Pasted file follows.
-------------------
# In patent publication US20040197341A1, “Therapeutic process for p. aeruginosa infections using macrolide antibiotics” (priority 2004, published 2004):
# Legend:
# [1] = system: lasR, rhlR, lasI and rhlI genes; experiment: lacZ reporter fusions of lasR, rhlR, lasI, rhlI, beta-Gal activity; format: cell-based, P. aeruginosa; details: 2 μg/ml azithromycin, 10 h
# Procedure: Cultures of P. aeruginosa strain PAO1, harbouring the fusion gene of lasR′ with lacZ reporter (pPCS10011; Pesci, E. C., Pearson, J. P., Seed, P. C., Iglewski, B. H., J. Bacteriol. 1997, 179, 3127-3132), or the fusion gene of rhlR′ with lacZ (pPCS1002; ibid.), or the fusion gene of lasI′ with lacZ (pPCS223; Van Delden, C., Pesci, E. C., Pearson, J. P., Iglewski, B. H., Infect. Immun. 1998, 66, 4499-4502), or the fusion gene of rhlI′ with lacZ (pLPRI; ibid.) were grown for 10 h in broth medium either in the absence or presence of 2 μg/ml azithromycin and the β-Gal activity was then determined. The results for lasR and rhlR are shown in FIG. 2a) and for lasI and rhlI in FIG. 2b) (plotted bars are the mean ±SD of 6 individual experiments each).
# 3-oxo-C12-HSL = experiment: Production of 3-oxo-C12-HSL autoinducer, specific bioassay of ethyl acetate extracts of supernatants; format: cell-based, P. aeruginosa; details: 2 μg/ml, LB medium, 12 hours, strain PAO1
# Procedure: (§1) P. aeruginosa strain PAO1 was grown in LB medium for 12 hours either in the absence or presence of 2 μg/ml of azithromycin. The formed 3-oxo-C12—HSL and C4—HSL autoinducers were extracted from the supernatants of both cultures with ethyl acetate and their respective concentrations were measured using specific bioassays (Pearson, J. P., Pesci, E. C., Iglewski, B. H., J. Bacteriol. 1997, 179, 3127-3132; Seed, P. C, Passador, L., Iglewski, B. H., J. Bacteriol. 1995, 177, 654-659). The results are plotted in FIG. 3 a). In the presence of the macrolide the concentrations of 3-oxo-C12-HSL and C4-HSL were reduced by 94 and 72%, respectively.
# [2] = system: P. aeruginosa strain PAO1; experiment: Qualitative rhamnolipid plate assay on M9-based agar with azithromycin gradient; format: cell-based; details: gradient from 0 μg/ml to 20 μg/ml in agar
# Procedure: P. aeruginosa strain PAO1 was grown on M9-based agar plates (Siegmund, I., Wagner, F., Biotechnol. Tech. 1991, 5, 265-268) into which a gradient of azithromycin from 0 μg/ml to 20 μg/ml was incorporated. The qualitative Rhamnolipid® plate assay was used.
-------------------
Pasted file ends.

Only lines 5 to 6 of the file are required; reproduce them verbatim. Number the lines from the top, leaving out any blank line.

# 3-oxo-C12-HSL = experiment: Production of 3-oxo-C12-HSL autoinducer, specific bioassay of ethyl acetate extracts of supernatants; format: cell-based, P. aeruginosa; details: 2 μg/ml, LB medium, 12 hours, strain PAO1
# Procedure: (§1) P. aeruginosa strain PAO1 was grown in LB medium for 12 hours either in the absence or presence of 2 μg/ml of azithromycin. The formed 3-oxo-C12—HSL and C4—HSL autoinducers were extracted from the supernatants of both cultures with ethyl acetate and their respective concentrations were measured using specific bioassays (Pearson, J. P., Pesci, E. C., Iglewski, B. H., J. Bacteriol. 1997, 179, 3127-3132; Seed, P. C, Passador, L., Iglewski, B. H., J. Bacteriol. 1995, 177, 654-659). The results are plotted in FIG. 3 a). In the presence of the macrolide the concentrations of 3-oxo-C12-HSL and C4-HSL were reduced by 94 and 72%, respectively.